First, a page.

This Coronavirus Stock Just Got More Attractive: Should You Buy?

Few stocks have performed better than Vaxart (NASDAQ: VXRT) of late. Year to date, shares of this company are up by more than 3,400%. And despite these massive gains, Vaxart's market cap is still just $1.34 billion, a reasonable level for a clinical-stage biotech.

Vaxart's efforts to develop an oral vaccine for the novel coronavirus have been instrumental to its performance in the market this year. However, investors will want to pay attention to another opportunity the company is facing, as well.

VXRT Chart

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Vaxart's potential norovirus vaccine

Vaxart is currently developing a vaccine for the norovirus, a highly contagious virus that causes symptoms such as vomiting and diarrhea. Vaxart's experimental vaccine has already shown promise. In a phase 1 clinical trial, this candidate was well tolerated and triggered broad immune responses. While the development of this vaccine is still in early stages -- Vaxart has only completed two phase 1 clinical studies for it -- the company has high hopes.

According to Vaxart, outbreaks of the norovirus cause 19 million to 21 million cases a year of acute gastroenteritis, an infection characterized by vomiting, abdominal cramps, and nausea, among other symptoms. These cases of acute gastroenteritis caused by the virus lead to 56,000 to 71,000 hospitalizations and 570 to 800 deaths every year. Last week, Vaxart released data from a study that estimated the financial cost of the norovirus in the U.S. 

Woman with hand-drawn question marks floating above her head.

Image source: Getty Images.

According to the study, published in the Journal of Infectious Diseases, the norovirus costs Americans $10.6 billion every year. The data also shows that the bulk of these costs, roughly 50% to be exact, are incurred during the winter. Despite all these factors, there is currently no vaccine for the norovirus approved by the U.S. Food and Drug Administration (FDA). Vaxart estimates that the market for a vaccine for this virus could be as much as $3 billion.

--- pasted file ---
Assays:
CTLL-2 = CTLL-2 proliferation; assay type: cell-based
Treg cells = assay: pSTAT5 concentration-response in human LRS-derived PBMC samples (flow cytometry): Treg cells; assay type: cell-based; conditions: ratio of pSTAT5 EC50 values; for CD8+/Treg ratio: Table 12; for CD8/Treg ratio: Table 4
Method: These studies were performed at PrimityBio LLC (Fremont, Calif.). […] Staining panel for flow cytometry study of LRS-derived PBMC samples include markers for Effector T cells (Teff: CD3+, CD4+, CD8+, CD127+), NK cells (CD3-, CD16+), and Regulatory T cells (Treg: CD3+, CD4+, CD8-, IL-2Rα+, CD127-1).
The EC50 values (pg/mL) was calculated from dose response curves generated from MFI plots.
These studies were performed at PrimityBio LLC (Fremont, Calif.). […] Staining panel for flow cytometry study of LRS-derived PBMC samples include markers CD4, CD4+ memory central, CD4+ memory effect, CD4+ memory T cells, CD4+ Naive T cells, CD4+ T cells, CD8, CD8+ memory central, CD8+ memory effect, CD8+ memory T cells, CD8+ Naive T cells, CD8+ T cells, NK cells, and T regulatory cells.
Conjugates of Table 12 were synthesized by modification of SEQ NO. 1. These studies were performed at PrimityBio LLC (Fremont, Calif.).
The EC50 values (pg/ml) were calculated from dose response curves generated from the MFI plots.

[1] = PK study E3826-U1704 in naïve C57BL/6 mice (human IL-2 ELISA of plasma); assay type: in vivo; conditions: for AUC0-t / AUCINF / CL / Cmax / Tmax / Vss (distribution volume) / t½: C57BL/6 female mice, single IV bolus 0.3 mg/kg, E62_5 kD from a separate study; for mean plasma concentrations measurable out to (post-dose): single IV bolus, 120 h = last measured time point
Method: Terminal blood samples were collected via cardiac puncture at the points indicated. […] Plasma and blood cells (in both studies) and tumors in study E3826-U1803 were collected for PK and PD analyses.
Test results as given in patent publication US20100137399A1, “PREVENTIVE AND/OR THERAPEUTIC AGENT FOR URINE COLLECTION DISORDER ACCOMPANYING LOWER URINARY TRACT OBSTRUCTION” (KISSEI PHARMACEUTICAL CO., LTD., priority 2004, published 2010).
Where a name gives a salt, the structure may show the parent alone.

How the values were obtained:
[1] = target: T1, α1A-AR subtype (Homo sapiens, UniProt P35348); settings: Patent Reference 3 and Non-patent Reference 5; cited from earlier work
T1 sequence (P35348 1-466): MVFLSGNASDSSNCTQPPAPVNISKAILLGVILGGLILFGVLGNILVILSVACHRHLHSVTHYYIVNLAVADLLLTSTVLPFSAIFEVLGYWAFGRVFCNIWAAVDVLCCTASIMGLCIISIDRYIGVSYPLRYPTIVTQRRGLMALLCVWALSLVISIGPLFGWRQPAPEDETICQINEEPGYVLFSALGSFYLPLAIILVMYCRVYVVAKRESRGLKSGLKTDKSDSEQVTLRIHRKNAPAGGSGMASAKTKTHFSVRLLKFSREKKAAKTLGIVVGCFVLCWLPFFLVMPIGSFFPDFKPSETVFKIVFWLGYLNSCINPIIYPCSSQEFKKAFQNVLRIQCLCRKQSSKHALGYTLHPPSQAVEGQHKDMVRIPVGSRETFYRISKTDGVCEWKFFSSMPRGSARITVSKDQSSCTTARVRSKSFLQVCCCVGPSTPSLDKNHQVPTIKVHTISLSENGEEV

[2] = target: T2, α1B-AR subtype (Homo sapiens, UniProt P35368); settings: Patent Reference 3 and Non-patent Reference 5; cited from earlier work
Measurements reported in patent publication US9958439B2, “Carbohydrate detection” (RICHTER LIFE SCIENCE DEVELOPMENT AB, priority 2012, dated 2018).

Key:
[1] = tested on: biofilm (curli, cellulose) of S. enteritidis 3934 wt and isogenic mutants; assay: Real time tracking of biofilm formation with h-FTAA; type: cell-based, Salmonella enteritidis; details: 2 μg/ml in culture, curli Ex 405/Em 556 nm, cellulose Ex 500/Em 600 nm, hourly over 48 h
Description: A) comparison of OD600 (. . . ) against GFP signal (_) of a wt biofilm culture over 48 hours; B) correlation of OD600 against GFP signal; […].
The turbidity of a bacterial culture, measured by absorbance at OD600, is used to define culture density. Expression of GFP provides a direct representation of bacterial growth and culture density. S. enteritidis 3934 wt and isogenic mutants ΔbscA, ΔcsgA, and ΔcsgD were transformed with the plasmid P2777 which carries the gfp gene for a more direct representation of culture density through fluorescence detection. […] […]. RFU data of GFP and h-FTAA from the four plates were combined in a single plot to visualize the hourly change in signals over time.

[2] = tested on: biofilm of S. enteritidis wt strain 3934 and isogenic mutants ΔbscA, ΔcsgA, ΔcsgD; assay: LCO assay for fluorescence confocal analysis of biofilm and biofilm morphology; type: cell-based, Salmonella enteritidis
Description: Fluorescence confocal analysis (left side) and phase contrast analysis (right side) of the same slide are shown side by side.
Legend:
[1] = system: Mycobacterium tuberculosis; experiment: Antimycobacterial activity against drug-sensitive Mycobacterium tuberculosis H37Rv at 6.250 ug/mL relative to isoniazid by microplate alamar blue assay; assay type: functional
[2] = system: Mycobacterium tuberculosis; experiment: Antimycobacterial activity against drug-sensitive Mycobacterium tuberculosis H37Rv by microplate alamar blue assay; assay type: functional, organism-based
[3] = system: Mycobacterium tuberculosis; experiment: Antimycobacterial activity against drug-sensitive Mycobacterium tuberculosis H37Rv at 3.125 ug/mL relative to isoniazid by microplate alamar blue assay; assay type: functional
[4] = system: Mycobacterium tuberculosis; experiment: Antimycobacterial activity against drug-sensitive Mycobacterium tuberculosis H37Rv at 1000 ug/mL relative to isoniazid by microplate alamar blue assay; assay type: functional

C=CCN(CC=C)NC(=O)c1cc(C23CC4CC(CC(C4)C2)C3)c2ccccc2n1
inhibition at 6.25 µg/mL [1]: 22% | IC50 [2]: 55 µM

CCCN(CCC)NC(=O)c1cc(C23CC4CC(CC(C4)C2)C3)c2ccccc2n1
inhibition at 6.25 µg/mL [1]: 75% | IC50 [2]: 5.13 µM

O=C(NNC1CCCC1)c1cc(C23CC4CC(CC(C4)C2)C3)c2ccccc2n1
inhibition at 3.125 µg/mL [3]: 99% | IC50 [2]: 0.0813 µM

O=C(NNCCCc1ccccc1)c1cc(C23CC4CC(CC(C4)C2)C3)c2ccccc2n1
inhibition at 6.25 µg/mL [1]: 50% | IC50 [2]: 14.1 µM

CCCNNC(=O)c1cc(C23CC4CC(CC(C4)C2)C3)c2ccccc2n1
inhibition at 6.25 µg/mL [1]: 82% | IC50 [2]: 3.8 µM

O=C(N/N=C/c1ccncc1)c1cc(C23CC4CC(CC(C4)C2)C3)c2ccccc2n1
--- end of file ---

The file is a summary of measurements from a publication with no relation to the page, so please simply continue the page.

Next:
With that said, though, it's important to note that Vaxart isn't the only company currently developing a norovirus vaccine: Japan-based Takeda Pharmaceuticals is also working on a candidate. Still, given that there's a dire need for a vaccine of this kind, there's enough space in the U.S. and abroad for both companies in this market. 

Vaxart's COVID-19 program

Vaxart developed at least five experimental vaccines for the SARS-CoV-2 virus, the novel coronavirus that causes COVID-19, earlier this year. The company ran preclinical trials for these candidates, all of which generated immune responses in "all tested animal models after a single dose." Vaxart selected one of these vaccines as its leading candidate based on the fact that the chosen vaccine had the best chance to trigger "the broadest immune response in humans."

The company plans to start a phase 1 clinical trial for this product as early as this summer. Note that the U.S. government selected Vaxart to join Operation Warp Speed, an initiative that seeks to speed up the development of vaccines and therapies for COVID-19. Vaxart will participate in a non-human primate (NHP) challenge study designed to assess the efficacy of several vaccine candidates. The company could also receive support and funds from the government as part of this operation.

Is Vaxart's stock worth buying?

Vaxart's norovirus program seems promising, but it will be at least half a decade or so before the company can hope to launch this product on the market. In the meantime, it could fail to prove effective in clinical trials. Meanwhile, the race to develop a vaccine for COVID-19 is crowded. Moderna is currently launching a phase 3 clinical trial for its investigational vaccine, mRNA-1273.

Elsewhere, Pfizer and BioNtech will soon start a phase 2b/3 study for their most promising candidate. These two companies have signed deals with the U.S. government and the U.K. government to supply millions of doses of their vaccine, pending regulatory approval. Naturally, investors will want to pay attention to the results from clinical trials for Vaxart's competitors.

It is still too early to know who will win this race, but Vaxart, which has yet to start clinical trials for its vaccine, doesn't seem more likely to cross the finish line than many of its peers. For those reasons, Vaxart's stock seems a bit risky at the moment. For investors willing to take the risk, though, this biotech stock could turn out to be an excellent pick, if everything goes according to plan for the company. 

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Prosper Junior Bakiny has no position in any of the stocks mentioned. The Motley Fool has no position in any of the stocks mentioned. The Motley Fool has a disclosure policy.

The views and opinions expressed herein are the views and opinions of the author and do not necessarily reflect those of Nasdaq, Inc.


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